Payday loans – what you need to know

Financial Health

Payday loans are short-term loans originally designed to tide people over until payday. The money is paid directly into your bank account, and you repay in full with interest and charges at the end of the month.

Increasingly though, you can borrow for longer periods – typically three months (but longer loans are available) and repay in instalments.

What all these loans have in common is they are high-cost and short-term, and often for small amounts. A payday loan is expensive and could make your situation worse if you can’t afford to pay it back on time. You need to think carefully before choosing one.

What payday loans cost you

The cost of payday loans is capped by law under rules made by the Financial Conduct Authority (FCA). The law limits the amount of interest and default fees you can be charged.

Someone taking out a loan for 30 days will pay no more than £24 in fees and charges per £100 borrowed. If you don’t repay on time, the most you can be charged in default fees is £15 plus interest on the amount you borrowed.

An overall cap means you will never pay back more than twice what you initially borrowed.

Recurring payments

Before agreeing to a loan, many payday lenders will ask you to set up a recurring payment (also known as a continuous payment authority or CPA).

This lets them take what you owe directly from your bank account via your debit card on the repayment date.

This can be handy, but it is risky. It might not leave you with enough money in your account for other bill payments, such as mortgage or rent, or other essential spending, such as heating or food. And it could take you over your overdraft limit, leading to bank charges.

If you don’t feel a CPA will give you enough control over your finances, ask the lender if you can help in other ways.

You can cancel a CPA at any time – although you will still owe the debt, so will need to repay it in another way.

Other repayment options

Before you set up a recurring payment for a payday loan, make sure you understand what your other options are and how they work.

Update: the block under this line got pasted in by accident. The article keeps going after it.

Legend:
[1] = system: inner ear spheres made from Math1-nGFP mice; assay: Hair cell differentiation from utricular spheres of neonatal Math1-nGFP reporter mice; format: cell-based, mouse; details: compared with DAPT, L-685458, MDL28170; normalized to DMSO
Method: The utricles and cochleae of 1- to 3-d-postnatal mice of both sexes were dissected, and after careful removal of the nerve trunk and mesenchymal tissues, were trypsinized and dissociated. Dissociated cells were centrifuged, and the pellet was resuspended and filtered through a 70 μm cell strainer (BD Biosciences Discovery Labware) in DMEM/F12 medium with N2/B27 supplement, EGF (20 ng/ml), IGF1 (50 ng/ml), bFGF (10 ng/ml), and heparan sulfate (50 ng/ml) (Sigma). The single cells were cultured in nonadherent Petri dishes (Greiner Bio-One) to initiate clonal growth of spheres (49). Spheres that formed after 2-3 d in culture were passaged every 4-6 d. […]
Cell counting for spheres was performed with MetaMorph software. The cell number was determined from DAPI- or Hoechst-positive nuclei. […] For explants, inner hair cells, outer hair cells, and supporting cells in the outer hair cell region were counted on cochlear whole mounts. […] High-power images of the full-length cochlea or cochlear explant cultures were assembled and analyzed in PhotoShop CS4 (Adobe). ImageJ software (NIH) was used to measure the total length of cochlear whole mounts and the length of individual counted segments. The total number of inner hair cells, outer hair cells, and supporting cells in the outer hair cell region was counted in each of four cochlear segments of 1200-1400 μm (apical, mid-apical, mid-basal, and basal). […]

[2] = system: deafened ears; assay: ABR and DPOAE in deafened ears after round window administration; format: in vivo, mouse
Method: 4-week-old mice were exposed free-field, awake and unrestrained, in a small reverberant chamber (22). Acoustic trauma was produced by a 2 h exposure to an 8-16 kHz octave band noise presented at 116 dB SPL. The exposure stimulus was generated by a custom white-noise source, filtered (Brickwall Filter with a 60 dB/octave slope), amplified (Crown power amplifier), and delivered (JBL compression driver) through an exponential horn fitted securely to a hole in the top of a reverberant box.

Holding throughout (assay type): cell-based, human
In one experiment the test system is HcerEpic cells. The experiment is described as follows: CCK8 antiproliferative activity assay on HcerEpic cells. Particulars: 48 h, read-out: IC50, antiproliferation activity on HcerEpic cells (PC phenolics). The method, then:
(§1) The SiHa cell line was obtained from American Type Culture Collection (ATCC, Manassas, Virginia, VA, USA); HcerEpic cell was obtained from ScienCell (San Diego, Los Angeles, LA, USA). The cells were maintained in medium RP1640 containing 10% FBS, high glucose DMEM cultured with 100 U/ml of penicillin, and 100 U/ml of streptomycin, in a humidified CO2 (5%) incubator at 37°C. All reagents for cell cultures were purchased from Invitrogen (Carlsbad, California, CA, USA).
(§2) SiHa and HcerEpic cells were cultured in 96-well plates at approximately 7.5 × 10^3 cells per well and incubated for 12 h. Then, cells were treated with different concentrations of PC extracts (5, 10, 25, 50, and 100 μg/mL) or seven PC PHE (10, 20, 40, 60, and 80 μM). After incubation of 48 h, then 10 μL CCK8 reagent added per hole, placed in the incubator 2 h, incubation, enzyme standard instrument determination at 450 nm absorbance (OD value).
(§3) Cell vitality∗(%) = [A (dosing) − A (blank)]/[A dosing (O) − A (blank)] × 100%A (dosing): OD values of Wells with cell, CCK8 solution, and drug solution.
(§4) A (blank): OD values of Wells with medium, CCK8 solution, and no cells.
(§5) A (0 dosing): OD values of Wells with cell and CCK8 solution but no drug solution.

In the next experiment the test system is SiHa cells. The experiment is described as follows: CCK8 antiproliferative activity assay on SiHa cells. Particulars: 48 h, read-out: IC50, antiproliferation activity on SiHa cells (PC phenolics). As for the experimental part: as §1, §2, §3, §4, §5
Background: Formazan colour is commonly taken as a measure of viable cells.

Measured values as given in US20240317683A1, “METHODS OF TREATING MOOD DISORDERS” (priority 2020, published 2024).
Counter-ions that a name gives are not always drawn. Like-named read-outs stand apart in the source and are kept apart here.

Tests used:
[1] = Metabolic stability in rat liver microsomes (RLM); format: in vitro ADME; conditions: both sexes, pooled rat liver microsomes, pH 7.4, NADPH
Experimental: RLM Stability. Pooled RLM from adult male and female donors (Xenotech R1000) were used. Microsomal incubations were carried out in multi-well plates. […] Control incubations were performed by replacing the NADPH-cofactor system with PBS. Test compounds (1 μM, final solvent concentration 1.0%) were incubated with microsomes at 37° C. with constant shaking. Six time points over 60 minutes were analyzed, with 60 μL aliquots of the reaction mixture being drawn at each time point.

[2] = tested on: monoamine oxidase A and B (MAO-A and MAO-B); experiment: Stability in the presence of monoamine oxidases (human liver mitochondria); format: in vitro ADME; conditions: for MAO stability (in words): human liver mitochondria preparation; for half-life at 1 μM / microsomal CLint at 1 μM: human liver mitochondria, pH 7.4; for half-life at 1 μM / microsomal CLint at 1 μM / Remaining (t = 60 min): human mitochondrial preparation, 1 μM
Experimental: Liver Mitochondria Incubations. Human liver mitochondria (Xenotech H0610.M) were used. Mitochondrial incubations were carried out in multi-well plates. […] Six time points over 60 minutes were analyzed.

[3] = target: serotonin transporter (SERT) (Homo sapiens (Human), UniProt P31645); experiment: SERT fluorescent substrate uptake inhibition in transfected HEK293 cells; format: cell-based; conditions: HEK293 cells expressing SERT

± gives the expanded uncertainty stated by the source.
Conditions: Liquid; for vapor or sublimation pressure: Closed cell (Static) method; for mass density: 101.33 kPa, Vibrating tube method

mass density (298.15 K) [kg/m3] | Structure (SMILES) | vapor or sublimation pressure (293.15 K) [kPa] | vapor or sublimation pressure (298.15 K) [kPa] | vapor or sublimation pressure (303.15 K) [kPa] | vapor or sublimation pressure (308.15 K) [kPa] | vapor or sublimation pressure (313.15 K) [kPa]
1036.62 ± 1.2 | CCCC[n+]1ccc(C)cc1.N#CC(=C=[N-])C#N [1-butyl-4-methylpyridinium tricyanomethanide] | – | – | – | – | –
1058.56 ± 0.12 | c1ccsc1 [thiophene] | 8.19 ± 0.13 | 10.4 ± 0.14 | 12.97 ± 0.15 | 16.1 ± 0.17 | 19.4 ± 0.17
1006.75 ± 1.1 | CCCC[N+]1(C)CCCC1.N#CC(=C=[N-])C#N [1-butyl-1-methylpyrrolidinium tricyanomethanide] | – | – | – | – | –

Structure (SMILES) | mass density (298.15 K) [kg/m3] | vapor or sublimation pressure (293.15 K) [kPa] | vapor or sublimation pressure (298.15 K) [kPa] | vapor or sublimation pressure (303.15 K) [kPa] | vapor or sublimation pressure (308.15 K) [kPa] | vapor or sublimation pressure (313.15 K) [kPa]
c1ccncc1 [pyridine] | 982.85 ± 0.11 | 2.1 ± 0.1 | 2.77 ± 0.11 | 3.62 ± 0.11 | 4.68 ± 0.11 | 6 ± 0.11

Direct Debit

By signing a Direct Debit Mandate, you give authority to another party to collect money from your bank account. You benefit from the Direct Debit Guarantee Scheme, which protects you if there’s an error in the payment. Direct Debit payments can vary in amount, depending on how much is due.

Standing order

This is when you give authority to your bank or building society to make regular payments to another party by signing a form setting out the amounts and dates for the payments. Unlike Direct Debits, standing orders are for a fixed amount.

How to cancel a regular payment

Direct Debit

You can cancel a Direct Debit by contacting your bank or building society, or through your online banking app.

If you no longer want the goods or services, it’s best to also tell the organisation supplying them to you so your order is cancelled and no further payments are taken.

If you still want to receive the product or service, contact the supplier as soon as possible to arrange an alternative payment method.

Standing order

You can cancel a standing order, or change the amount, date or frequency, by contacting your bank or building society.

Avoiding the payday loans trap

If you have problems repaying a payday loan, the payday lender might tempt you with an extension known as a deferral or rollover – or even a further loan.

However, your lender can only offer you a maximum of two rollovers. And they must give you an information sheet each time they offer you one, with details of free debt advice providers.

Rolling over your payday loan might seem like a great solution if you’re struggling to repay an existing loan. But it can quickly lead to problems because you’ll have to pay back much more in interest and other fees over the longer term.

This could leave you struggling to pay for the essentials you need.

Don’t be swayed by payday lenders’ advertising

Payday lenders advertise their loans as a way of dealing with every cash flow crisis you can think of. But a payday loan is likely to be the wrong choice for you if:

  • you want to use it to pay off other loans
  • you already have one or more payday loans
  • you're not 100% certain you’ll be able to pay it back on time
  • you want it to pay for things you don’t need and can’t afford – such as nights out, new clothes or concert tickets.

Are you’re struggling to repay loans, credit cards and other bills? Then you can get free, confidential advice from a debt advice service.

The adviser will help you get your finances back on track and can negotiate with the people you owe money to.

This will help get you the time you need to repay your debts so you don’t have to resort to more borrowing.

If you’re about to get a payday loan

Before taking out a payday loan, think carefully about how you’re going to pay it back.

If you’re short of money this month, think about whether you’ll have the payment plus interest available next month. Are you expecting extra income? Or are you going to have to cut back considerably on spending?

Consider whether a loan you repay in instalments might be better for you. If you decide to get a payday loan, check the lender is regulated by the Financial Conduct Authority (FCA).

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